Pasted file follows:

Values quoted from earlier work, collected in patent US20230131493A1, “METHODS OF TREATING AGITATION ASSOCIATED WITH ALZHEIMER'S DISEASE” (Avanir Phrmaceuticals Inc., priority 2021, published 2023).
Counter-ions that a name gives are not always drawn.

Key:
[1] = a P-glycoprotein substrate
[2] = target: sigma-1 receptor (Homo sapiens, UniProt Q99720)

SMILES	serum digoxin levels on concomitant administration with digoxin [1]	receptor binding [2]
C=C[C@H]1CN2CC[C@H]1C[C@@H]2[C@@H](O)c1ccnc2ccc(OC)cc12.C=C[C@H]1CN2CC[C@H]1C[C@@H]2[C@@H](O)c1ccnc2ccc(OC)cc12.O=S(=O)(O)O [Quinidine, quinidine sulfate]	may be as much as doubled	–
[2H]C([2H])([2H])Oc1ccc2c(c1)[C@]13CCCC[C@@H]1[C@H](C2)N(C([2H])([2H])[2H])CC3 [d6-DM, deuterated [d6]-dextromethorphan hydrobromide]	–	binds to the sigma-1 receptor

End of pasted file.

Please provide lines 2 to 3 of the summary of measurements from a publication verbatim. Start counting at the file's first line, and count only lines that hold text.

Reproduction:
Counter-ions that a name gives are not always drawn.

Key: